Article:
Play suspended in 103rd Junior Boys’ Qualifier; Pochet leads
ROYERSFORD, Pa. — Spring Ford Country Club is a daily stop for Benjamin Pochet during the summers. It’s a healthy, thriving relationship between property and person, if Monday is any indication.
Pochet, who played in the morning, carded a 4-under-par 68 and holds the clubhouse lead in the 103rd Junior Boys’ Championship Qualifier presented by PURE Insurance at Spring Ford (par 72, 6,362 yards). Play was suspended for the day at 3:15 p.m. due to lightning and unplayable course conditions.
The qualifying round will resume tomorrow at 9 a.m. with a shotgun start. A sudden-death playoff to determine the remaining match play spots in both flights (Championship and First), if necessary, will follow.
The Round of 16 will begin once both match play brackets are finalized. The quarterfinals and semifinals will be played Wednesday, June 21.
“Spring Ford is fun. I just like coming out here to play nine holes with some of my friends,” Pochet, who qualified for the U.S. Junior Amateur Championship a week ago, said. “We get together on the golf course pretty often. I like it a lot. If I had to be honest, I’d probably say I should take a little bit more time off.”
It’s a good thing that Pochet and Spring Ford have yet to take a hiatus. Their history contributed to his subpar performance.
“I think it was a big factor. These greens break a lot, and knowing the greens helps,” Pochet, 17, of Royersford, Pa., said.
Pochet certainly knew the subtleties of No. 1 (par 4, 435 yards). After landing a 7-iron from 170 yards on the back left of the sprawling surface, he rolled a 60-footer that deked right at the outset and juked left into the jar for birdie. Another seemingly improbable birdie came on No. 3 (par 4, 370 yards). Pochet tugged a drive into fescue left. With a favorable lie on wispy strands, he lifted a gap wedge 110 yards to 15 feet. A wedge from 95 yards to 10 feet on No. 6 (par 4, 310 yards) moved Pochet to 3 under. He added a birdie on the par 5, 520-yard No. 9, knocking a — you guessed it — wedge 80 yards to six feet above the hole location. A rare Pochet miss occurred on No. 7 (par 3, 180 yards), where he missed the green right with a 5-iron and failed to convert a five-footer for par.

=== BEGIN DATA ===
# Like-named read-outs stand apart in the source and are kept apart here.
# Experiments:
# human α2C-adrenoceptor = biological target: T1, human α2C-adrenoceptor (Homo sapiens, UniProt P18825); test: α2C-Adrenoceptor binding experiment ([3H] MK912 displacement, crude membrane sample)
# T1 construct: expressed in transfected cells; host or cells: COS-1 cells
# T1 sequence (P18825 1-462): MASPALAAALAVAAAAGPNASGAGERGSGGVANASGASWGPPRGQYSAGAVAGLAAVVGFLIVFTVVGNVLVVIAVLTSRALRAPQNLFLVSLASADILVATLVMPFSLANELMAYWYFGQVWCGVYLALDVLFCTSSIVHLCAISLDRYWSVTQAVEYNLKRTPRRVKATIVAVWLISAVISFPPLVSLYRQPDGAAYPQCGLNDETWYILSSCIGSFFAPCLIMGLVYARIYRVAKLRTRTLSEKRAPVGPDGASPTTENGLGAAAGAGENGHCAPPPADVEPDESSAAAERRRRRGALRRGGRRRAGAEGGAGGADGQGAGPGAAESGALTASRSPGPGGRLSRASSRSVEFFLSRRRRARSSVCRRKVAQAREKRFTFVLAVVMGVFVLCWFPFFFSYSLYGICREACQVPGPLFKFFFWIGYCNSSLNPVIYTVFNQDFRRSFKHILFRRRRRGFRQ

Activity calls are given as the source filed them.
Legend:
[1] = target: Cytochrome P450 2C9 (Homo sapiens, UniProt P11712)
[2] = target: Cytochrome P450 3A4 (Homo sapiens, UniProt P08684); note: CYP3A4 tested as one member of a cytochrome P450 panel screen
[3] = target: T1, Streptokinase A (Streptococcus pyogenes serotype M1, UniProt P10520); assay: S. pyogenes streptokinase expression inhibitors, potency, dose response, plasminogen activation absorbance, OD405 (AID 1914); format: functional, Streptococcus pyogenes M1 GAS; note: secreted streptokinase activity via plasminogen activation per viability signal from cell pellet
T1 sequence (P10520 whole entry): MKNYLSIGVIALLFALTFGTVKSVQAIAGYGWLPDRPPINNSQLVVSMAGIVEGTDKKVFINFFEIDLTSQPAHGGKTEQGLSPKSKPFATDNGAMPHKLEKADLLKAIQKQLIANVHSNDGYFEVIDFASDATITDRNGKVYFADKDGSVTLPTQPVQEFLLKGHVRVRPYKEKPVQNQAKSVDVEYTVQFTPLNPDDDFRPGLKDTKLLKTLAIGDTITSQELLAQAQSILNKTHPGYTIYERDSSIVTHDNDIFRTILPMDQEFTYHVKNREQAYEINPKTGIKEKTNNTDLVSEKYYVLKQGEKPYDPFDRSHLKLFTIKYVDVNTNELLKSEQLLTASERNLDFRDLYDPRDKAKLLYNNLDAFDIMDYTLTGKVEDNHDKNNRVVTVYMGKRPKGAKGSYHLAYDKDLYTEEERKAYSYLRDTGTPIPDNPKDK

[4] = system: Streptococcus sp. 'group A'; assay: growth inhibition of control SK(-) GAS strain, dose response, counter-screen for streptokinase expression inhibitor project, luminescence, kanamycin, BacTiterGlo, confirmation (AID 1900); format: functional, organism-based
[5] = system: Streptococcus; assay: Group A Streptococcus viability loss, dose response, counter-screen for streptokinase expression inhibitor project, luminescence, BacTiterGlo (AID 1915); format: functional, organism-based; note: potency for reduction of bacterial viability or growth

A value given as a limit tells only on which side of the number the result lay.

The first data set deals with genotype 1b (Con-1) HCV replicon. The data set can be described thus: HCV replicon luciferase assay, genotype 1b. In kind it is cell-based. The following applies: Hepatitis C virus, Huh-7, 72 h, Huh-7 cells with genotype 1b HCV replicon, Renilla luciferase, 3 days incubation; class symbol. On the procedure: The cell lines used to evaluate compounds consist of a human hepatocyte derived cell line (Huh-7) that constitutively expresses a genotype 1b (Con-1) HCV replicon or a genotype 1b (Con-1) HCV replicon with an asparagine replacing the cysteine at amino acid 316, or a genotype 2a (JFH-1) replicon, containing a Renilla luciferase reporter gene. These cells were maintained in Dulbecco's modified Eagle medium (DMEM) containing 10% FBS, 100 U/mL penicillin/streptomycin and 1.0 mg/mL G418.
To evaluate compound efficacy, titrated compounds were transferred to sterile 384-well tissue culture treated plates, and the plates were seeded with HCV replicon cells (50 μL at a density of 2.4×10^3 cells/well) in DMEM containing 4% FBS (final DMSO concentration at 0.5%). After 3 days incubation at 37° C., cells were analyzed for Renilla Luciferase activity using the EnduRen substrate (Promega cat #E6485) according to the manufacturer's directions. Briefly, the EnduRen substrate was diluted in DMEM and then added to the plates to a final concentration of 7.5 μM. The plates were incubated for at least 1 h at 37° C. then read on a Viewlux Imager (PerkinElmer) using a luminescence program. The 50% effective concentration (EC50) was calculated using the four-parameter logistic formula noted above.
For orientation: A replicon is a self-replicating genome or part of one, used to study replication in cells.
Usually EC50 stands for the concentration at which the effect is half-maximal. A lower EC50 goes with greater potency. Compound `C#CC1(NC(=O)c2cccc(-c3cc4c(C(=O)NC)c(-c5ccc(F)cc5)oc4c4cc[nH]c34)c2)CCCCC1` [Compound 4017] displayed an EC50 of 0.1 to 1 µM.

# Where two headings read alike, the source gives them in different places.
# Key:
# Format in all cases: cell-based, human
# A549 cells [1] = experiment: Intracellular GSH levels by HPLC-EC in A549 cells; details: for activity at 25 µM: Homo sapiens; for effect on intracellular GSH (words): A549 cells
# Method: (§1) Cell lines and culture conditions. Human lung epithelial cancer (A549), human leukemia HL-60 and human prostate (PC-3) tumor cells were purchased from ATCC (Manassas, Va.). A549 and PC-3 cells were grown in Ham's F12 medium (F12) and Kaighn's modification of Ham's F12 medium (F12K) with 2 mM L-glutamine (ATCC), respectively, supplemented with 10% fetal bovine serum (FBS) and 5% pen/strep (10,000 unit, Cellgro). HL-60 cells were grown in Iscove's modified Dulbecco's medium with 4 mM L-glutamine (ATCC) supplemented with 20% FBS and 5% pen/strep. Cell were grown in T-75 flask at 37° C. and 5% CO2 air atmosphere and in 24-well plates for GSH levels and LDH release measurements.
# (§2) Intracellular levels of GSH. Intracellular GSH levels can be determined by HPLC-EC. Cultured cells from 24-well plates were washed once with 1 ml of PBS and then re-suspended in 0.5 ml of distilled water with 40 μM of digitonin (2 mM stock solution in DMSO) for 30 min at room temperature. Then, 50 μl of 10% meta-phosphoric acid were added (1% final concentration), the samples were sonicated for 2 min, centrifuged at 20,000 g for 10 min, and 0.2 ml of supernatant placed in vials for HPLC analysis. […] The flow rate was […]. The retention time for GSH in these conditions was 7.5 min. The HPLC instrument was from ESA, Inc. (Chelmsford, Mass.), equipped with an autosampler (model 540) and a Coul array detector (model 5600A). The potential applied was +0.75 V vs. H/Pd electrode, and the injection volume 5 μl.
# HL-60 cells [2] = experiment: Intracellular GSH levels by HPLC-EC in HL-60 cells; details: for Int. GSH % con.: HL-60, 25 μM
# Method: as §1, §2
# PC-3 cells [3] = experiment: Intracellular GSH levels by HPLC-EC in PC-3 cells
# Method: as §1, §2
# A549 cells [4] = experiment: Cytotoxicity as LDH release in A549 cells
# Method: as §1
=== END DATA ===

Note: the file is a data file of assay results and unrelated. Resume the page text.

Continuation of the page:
Pochet, a soon-to-be senior at Spring Ford High School, estimated a putt total of 30 on the day. His inward nine began with back-to-back one-putt greens. On the downhill/uphill 10th hole (par 4, 400 yards), Pochet whacked a wedge 100 yards to 15 feet. He then buried a left-to-right slider that tumbled in on the last revolution.
“I wanted to keep it just above the hole so it didn’t break too far down to the right, leave myself five feet coming back. It just dove right in,” Pochet said of the birdie.
Given their history, Spring Ford likely sent positive reassurances Pochet’s way on the 11th hole (par 4, 335 yards). He played a provisional off the tee, thinking his first breached the out-of-bounds boundary. Pochet found it underneath a tree on the left side, prospects null for a green in regulation. He punched a 6-iron into the front bunker, splashed out to eight feet and saved par. Pochet’s short game also atoned for a loose swing on No. 13 (par 4, 340 yards). A wayward 4-iron directed Pochet into no man’s land right. He safely chipped onto the fairway and grabbed his trusty wedge for a 90-yard shot to three feet for a 4. Pochet, a Drexel University commit, notched every green in regulation therein.
“I know I can save myself when I need to. That proved to be the case today,” he said. “I didn’t put the ball in too many terrible spots, and when I did, I got up-and-down. I would say the wedges were pretty good. A couple of times I had to chip out and I got up-and-down from 90 yards for par. It kind of kept the round going.”
The Junior Boys’ Championship is the premier Major in the Golf Association of Philadelphia’s Junior Division. It is open to GAP Member Club golfers aged 14-18 who have not started their college education and who hold a handicap index of 14.4 or lower. Sixteen players qualify for match play; an additional 16 advancing into the event’s First Flight.
The Junior Boys’ Champion is awarded the Peg Burnett Trophy, named in honor of the Association’s Executive Secretary from 1951-76. Ms. Burnett was an ardent Junior golf supporter who emphasized sportsmanship and respect for the game. “I was very strict about checking the rule book. I didn’t make the rules, but since they are there, you have to abide by them.”
Golf Association of Philadelphia